I can thank mom for a vaginal delivery, but not breastfeeding me. Mom said back in the early 60s when I was born, women were urged to formula-feed, that it was "better" even! Bottle fed babies are sick more often than breastfed babies according to this Salon.com article bit.ly/11fuMF . And, very important: breastfeeding moms are usually deficient in vitamins K and D, and should talk to doc about testing and supplements.
From the article: "The AAP goes on to say that a number of studies now indicate that breast milk may lower babies' risk for sudden infant death syndrome, insulin-dependent diabetes mellitus, Crohn's disease, ulcerative colitis, lymphoma (cancer), allergic diseases, and other chronic digestive diseases." After the baby formula found tainted with melamine by Chinese manufacturers last year, it makes me wonder what may have been in the formula back in the 60s. Our generation has been pounded with the WRONG food pyramid, and too much manufactured food. It's such a part of our culture, we can't see the forest for the trees. It's the bacteria stup!d!
My Dd can thank me for a C-section and trying to breastfeed best I could for six months - I always wished it were different, but considering I was starved, I will not beat myself up.
She was, however, always sick with sore throat and repeated ear infections. I can only imagine what little I had to give wasn't enough.
Speaking of which - as I write this I'm listening to Mr. President discuss healthcare reform; this story regarding the choices given to doctors treating a child with repeated sore throats. They can look for allergies or pursue a tonsilectomy. Guess which one wins out? Guess which one I agreed to for my own Dd because I didn't know better? (and "TWO" adenoidectomies!). Inflamed tonsils and adenoids ARE a sign of low immunity from food allergies (I had a tonsilectomy also). I tried telling a neighbor whose grandchildREN were getting tonsilectomies. She knew the parents wouldn't listen: they were doctors and unfortunately, not allergists. Thank you for the validation Mr. President.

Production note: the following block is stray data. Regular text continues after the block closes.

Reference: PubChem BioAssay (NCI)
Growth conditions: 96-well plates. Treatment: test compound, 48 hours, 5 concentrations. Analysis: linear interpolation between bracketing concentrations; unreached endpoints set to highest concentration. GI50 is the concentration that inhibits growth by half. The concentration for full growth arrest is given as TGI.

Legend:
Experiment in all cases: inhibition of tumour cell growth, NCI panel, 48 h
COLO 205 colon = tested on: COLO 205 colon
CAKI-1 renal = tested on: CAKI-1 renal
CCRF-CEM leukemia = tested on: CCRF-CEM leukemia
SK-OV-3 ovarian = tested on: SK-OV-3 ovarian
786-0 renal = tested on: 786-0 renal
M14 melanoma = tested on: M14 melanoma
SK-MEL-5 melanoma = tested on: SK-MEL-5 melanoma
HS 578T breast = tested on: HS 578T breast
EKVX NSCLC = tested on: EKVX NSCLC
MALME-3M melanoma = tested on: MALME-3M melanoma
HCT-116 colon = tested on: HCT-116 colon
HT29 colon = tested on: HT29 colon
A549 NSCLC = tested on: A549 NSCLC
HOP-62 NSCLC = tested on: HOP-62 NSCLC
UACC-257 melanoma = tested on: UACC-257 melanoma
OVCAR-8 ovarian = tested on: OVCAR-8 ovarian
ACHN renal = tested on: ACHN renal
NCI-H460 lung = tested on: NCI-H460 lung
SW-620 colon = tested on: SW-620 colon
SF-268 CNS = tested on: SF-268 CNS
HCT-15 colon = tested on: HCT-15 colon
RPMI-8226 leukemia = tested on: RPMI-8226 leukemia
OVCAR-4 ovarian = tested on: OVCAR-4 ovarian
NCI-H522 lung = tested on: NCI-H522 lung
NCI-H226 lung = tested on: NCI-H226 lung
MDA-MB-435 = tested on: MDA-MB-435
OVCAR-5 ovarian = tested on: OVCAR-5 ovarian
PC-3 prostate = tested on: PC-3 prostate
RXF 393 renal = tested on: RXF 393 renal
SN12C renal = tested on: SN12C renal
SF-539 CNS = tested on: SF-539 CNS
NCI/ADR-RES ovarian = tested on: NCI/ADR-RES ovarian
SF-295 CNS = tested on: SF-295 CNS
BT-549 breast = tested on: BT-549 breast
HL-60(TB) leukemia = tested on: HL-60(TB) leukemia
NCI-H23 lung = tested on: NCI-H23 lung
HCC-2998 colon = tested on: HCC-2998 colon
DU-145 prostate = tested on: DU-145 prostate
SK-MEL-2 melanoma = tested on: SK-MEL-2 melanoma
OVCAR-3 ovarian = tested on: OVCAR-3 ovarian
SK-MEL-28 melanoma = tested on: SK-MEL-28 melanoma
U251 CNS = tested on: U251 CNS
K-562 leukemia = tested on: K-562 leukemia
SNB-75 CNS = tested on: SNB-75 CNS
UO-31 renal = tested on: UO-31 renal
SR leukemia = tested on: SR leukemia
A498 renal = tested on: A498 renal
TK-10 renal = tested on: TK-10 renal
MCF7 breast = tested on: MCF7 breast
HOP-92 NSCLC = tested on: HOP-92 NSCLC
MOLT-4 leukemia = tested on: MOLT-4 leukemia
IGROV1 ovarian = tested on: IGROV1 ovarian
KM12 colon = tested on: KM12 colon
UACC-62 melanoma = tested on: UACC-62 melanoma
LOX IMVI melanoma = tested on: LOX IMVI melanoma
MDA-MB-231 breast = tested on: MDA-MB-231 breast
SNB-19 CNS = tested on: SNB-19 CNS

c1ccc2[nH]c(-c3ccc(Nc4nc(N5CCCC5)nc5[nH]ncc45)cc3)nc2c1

FOOD first. Supplements if needed.
This was recently emailed via the celiac listserv from Roy Jamron, a researcher who contributes articles to www.celiac.com – fyi):
"Celiac disease is known to be triggered, at least in part, by environmental
factors. These factors can even affect one identical twin and not the other
and seem to have their greatest impact during infancy when gluten is first
introduced to the diet. Gut flora makeup and vitamin D levels are 2 factors
which differ in infants and could affect the development of the immune
system in ways leading to celiac disease. Recent research has shown that
gut Bifidobacterium levels are lower in both treated and untreated celiac
disease patients. Bifidobacterium species have properties which are
beneficial to the immune system such as increasing IL-10 secretion and
decreasing intestinal permeability. But other microbiota species may also
have important effects and benefits to the developing immune system.
Scientists are only beginning to scratch the surface both in cataloging
the microbiota species found in the gut and understanding how
environmental factors, such as antibiotics, affect their makeup and, in
turn, how the makeup of gut microbiota affects human health. A new
article on Medscape.com discusses the current state of this research and
is excellent reading:
Gut Reaction: Environmental Effects on the Human Microbiota
Melissa Lee Phillips
Published on Medscape.com: 07/15/2009
It may be years before research fully understands how gut microbiota and
vitamin D deficiency may be involved in triggering celiac disease. Both
vitamin D and probiotic supplements (such as Bifidobacterium infantis) are
cheap, readily available, and generally safe. There is much current
research showing how important vitamin D is for overall health. Your
infant's health is a matter of immediate concern and cannot wait 5 or 10
years for research to confirm whether such supplements can help prevent
celiac disease. It would seem prudent to make use of these supplements
now in both mother and infant during pregnancy, while breast-feeding,
and prior to introducing gluten to your baby. Consult with your
physician about how much is the right dose."
Sunday, July 19, 2009